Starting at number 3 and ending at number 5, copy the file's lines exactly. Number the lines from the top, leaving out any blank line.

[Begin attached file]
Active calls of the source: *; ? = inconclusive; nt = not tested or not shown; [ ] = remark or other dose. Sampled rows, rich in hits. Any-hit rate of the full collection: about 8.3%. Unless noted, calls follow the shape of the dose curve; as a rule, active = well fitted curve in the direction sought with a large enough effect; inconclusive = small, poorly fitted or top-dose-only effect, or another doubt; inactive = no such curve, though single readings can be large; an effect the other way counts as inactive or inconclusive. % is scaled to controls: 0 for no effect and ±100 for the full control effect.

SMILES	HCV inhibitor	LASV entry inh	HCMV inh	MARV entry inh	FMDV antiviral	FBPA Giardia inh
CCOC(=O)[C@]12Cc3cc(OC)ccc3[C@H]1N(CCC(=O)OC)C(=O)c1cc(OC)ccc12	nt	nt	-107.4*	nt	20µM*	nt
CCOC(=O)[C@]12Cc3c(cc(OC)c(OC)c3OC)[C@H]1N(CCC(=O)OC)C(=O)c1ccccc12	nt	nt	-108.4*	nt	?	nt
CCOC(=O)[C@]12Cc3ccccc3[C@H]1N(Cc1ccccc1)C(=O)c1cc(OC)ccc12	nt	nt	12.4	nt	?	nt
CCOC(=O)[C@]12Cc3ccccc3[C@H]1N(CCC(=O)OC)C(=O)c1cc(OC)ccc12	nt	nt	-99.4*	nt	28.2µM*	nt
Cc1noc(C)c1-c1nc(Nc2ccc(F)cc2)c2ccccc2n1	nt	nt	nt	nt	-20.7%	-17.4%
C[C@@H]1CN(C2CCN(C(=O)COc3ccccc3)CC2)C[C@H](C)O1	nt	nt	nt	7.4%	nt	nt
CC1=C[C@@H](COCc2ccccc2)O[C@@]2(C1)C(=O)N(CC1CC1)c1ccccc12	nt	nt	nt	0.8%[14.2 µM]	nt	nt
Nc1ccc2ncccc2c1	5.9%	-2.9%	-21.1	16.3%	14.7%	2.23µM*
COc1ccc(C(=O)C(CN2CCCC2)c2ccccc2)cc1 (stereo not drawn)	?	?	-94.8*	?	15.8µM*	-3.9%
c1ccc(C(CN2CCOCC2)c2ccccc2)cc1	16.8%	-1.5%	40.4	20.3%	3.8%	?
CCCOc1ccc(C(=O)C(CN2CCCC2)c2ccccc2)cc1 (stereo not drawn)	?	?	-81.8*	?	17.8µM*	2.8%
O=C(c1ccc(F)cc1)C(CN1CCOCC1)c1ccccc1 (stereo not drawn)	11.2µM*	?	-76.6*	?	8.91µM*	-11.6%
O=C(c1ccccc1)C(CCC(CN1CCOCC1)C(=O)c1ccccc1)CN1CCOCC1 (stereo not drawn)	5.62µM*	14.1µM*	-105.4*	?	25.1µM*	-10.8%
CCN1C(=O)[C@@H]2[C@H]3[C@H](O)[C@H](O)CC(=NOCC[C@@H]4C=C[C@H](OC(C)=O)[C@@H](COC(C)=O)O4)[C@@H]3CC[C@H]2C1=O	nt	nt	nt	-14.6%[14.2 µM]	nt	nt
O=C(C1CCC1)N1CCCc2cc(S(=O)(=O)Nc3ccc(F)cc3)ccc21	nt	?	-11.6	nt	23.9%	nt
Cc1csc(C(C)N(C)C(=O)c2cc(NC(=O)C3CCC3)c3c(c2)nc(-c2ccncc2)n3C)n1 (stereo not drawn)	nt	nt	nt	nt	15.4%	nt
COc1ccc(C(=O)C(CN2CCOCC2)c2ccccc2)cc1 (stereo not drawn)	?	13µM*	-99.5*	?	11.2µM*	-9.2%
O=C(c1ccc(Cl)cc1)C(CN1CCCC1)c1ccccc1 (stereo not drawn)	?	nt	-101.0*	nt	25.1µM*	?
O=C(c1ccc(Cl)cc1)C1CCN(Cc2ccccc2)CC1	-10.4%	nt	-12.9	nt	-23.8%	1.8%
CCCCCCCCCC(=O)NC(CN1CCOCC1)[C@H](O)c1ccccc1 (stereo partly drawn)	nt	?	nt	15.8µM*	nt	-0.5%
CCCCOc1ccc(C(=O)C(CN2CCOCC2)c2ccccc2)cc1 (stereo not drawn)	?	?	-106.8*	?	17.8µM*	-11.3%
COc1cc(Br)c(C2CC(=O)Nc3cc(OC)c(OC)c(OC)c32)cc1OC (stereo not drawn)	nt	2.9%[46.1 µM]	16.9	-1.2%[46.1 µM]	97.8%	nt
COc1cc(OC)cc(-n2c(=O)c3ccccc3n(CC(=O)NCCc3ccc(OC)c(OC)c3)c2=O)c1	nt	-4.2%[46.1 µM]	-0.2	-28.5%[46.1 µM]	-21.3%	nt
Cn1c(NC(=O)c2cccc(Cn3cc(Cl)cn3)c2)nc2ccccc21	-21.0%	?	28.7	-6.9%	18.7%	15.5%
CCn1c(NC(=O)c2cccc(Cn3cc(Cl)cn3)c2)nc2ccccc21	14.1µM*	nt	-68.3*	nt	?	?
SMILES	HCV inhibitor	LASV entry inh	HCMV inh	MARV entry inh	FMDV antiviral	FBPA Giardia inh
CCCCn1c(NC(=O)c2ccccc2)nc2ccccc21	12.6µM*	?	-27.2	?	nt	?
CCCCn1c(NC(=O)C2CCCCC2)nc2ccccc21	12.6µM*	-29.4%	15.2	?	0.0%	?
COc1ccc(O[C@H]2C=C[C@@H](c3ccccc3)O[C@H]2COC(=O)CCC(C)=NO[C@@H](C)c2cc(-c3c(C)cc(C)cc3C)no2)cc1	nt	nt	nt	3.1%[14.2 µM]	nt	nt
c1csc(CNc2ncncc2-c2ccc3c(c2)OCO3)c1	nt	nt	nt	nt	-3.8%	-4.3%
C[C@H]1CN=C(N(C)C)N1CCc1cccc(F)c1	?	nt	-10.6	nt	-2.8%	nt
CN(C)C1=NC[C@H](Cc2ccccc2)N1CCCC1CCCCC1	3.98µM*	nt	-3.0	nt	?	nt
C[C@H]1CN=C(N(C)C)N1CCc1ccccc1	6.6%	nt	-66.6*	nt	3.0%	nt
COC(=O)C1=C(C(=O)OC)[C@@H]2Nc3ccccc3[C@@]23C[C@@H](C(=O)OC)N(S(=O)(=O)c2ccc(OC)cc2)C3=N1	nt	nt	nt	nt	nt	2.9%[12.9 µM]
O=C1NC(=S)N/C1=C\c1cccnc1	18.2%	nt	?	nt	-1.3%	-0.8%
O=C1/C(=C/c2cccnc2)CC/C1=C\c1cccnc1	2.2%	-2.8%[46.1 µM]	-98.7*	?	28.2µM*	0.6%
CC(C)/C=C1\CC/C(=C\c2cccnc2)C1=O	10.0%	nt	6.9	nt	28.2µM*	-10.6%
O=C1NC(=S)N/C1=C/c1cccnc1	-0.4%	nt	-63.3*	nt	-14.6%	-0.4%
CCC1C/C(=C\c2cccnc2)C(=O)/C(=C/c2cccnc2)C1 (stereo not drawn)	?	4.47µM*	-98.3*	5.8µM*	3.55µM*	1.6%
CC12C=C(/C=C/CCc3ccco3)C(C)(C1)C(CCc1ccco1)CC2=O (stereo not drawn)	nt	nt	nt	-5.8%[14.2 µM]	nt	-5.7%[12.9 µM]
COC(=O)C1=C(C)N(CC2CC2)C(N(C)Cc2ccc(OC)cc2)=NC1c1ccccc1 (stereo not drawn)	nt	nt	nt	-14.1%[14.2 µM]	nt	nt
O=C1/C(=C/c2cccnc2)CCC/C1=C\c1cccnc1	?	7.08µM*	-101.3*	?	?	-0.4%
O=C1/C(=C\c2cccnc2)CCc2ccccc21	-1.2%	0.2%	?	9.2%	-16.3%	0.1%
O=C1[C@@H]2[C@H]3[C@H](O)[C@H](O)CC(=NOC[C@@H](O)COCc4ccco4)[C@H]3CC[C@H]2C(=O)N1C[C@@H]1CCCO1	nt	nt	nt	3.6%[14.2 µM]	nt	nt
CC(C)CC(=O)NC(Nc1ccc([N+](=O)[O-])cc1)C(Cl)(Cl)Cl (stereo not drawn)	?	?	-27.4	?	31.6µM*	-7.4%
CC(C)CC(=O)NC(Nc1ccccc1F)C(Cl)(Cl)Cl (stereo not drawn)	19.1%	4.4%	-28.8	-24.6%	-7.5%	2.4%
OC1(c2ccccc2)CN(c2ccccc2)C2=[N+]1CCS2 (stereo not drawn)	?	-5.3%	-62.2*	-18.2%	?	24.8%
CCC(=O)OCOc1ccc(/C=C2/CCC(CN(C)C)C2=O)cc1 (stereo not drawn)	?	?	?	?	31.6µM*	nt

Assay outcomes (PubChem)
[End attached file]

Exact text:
CCOC(=O)[C@]12Cc3cc(OC)ccc3[C@H]1N(CCC(=O)OC)C(=O)c1cc(OC)ccc12	nt	nt	-107.4*	nt	20µM*	nt
CCOC(=O)[C@]12Cc3c(cc(OC)c(OC)c3OC)[C@H]1N(CCC(=O)OC)C(=O)c1ccccc12	nt	nt	-108.4*	nt	?	nt
CCOC(=O)[C@]12Cc3ccccc3[C@H]1N(Cc1ccccc1)C(=O)c1cc(OC)ccc12	nt	nt	12.4	nt	?	nt